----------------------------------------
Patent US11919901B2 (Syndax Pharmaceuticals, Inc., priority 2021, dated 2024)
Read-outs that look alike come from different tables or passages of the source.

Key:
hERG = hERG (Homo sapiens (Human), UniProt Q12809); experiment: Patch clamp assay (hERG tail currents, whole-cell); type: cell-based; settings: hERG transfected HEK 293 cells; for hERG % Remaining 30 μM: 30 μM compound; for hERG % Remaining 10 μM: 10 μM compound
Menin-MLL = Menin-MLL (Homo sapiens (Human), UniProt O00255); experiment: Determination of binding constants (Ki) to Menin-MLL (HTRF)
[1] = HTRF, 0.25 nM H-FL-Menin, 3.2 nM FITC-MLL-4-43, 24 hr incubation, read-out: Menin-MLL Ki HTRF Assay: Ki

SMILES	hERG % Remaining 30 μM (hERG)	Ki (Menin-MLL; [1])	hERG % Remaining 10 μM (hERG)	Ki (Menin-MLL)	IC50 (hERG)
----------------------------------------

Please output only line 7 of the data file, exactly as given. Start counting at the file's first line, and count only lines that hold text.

SMILES	hERG % Remaining 30 μM (hERG)	Ki (Menin-MLL; [1])	hERG % Remaining 10 μM (hERG)	Ki (Menin-MLL)	IC50 (hERG)